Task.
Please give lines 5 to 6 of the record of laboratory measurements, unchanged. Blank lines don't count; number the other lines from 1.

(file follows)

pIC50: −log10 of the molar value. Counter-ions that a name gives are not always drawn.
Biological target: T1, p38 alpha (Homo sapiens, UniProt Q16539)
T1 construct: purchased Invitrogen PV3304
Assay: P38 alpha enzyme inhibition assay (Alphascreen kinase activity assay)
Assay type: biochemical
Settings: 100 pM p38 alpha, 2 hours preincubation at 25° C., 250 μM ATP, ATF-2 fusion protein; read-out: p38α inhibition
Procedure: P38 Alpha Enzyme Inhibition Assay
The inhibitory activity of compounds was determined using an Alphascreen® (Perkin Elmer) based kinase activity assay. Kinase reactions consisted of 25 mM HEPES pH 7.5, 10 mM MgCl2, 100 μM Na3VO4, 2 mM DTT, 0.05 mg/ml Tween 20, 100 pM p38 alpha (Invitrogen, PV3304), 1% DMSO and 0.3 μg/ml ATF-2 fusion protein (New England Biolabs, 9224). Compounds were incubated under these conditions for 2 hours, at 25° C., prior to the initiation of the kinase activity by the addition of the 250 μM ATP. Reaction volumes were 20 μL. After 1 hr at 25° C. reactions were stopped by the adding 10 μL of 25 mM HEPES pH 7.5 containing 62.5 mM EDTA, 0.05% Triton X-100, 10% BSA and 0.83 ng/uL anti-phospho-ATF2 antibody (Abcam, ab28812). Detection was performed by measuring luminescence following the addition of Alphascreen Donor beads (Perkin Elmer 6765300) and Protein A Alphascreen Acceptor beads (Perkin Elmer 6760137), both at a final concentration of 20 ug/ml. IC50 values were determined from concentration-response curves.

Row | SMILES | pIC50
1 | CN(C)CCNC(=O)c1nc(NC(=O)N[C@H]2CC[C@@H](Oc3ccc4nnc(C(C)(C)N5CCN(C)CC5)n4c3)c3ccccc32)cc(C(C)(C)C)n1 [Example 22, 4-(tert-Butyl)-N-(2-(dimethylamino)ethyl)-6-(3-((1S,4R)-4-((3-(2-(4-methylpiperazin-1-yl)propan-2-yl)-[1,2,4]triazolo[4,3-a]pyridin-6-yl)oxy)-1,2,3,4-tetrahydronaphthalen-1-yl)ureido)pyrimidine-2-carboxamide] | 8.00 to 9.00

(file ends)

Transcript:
Assay type: biochemical
Settings: 100 pM p38 alpha, 2 hours preincubation at 25° C., 250 μM ATP, ATF-2 fusion protein; read-out: p38α inhibition